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Involving seldom-heard groups in a PPI process to inform the design of a proposed trial on the use of probiotics to prevent preterm birth: a case study

Rayment, J., Lanlehin, R., McCourt, C. & Husain, S. M. (2017). Involving seldom-heard groups in a PPI process to inform the design of a proposed trial on the use of probiotics to prevent preterm birth: a case study. Research Involvement and Engagement, 3(1), 11. doi: 10.1186/s40900-017-0061-3


Patient and public involvement (PPI) is an important tool in approaching research challenges. However, involvement of socially and ethnically diverse populations remains limited and practitioners need effective methods of involving a broad section of the population in planning and designing research.

In preparation for the development of a pilot randomised controlled trial (RCT) on the use of probiotics to prevent preterm birth, we conducted a public consultation exercise in a socially disadvantaged and ethnically diverse community. The consultation aimed to meet and engage local service users in considering the acceptability of the proposed protocol, and to encourage their participation in future and ongoing patient and public involvement activities. Four discussion groups were held in the community with mothers of young children within the proposed trial region, using an inclusive approach that incorporated a modified version of the Nominal Group Technique (NGT). Bringing the consultation to the community supported the involvement of often seldom-heard participants, such as those from minority ethnic groups.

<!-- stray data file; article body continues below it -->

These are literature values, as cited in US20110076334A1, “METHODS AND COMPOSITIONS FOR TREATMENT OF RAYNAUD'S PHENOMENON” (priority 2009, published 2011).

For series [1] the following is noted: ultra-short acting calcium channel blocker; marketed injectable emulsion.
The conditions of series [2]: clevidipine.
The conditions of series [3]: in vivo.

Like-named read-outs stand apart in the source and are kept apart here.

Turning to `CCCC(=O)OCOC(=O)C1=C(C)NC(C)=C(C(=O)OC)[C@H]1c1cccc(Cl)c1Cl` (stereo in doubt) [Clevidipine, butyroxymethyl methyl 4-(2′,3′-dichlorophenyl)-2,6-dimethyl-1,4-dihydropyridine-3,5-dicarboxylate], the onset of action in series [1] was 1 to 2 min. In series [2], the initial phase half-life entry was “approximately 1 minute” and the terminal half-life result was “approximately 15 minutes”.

The women involved expressed a number of concerns about the proposed protocol, including adherence to the probiotic supplement regimen and randomisation. The proposal for the RCT in itself was perceived as confirmation that probiotic supplements had potentially beneficial effects, but also that they had potentially harmful side-effects. The complexity of the women’s responses provided greater insights into the challenges of even quite simple trial designs and enabled the research team to take these concerns into account while planning the pilot trial.

The use of the NGT method allowed for a consultation of a population traditionally less likely to participate in medical research. A carefully facilitated PPI exercise can allow members to express unanticipated concerns that may not have been elicited by a survey method. Findings from such exercises can be utilised to improve clinical trial design, provide insight into the feasibility of trials, and enable engagement of often excluded population groups.

Publication Type: Article
Publisher Keywords: Clinical trial acceptability, Feasibility studies, Patient and public involvement, Advisory groups, Public understanding of clinical trials, Women’s health
Subjects: R Medicine > RG Gynecology and obstetrics
Departments: School of Health & Psychological Sciences > Midwifery & Radiography
Text - Published Version
Available under License Creative Commons Attribution.

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